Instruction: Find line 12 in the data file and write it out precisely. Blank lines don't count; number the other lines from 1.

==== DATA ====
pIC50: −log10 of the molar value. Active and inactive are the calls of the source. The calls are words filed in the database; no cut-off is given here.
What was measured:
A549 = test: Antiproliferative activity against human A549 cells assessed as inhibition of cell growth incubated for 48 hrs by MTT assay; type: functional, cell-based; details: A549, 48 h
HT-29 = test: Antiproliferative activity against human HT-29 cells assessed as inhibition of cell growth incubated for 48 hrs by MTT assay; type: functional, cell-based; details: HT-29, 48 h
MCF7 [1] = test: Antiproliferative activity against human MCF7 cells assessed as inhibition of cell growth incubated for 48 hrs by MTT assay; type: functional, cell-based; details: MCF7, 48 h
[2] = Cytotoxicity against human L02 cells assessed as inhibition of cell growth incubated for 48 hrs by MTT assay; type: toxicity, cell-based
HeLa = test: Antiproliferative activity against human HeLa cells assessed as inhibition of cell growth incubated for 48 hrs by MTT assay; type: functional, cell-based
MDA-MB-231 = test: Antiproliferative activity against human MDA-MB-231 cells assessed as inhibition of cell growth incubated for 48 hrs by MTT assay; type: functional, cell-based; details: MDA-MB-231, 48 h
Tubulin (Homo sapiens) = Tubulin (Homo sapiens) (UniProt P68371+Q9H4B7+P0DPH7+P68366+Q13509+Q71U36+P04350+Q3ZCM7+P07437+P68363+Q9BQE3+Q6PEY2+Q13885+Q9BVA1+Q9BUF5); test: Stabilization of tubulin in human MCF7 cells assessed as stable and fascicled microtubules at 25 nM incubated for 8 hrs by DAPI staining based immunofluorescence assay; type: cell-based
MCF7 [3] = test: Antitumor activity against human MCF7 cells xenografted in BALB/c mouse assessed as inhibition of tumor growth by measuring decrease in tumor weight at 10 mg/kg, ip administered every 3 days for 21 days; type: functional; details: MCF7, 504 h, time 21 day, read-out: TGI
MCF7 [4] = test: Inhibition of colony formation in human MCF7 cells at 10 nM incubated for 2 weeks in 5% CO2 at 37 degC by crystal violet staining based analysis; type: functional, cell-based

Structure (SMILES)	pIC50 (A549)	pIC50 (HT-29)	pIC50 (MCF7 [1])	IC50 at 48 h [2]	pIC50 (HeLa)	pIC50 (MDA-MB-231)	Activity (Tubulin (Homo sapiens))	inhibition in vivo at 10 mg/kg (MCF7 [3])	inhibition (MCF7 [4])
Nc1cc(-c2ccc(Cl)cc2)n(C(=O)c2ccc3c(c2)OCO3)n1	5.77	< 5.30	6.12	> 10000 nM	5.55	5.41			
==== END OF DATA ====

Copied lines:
Structure (SMILES)	pIC50 (A549)	pIC50 (HT-29)	pIC50 (MCF7 [1])	IC50 at 48 h [2]	pIC50 (HeLa)	pIC50 (MDA-MB-231)	Activity (Tubulin (Homo sapiens))	inhibition in vivo at 10 mg/kg (MCF7 [3])	inhibition (MCF7 [4])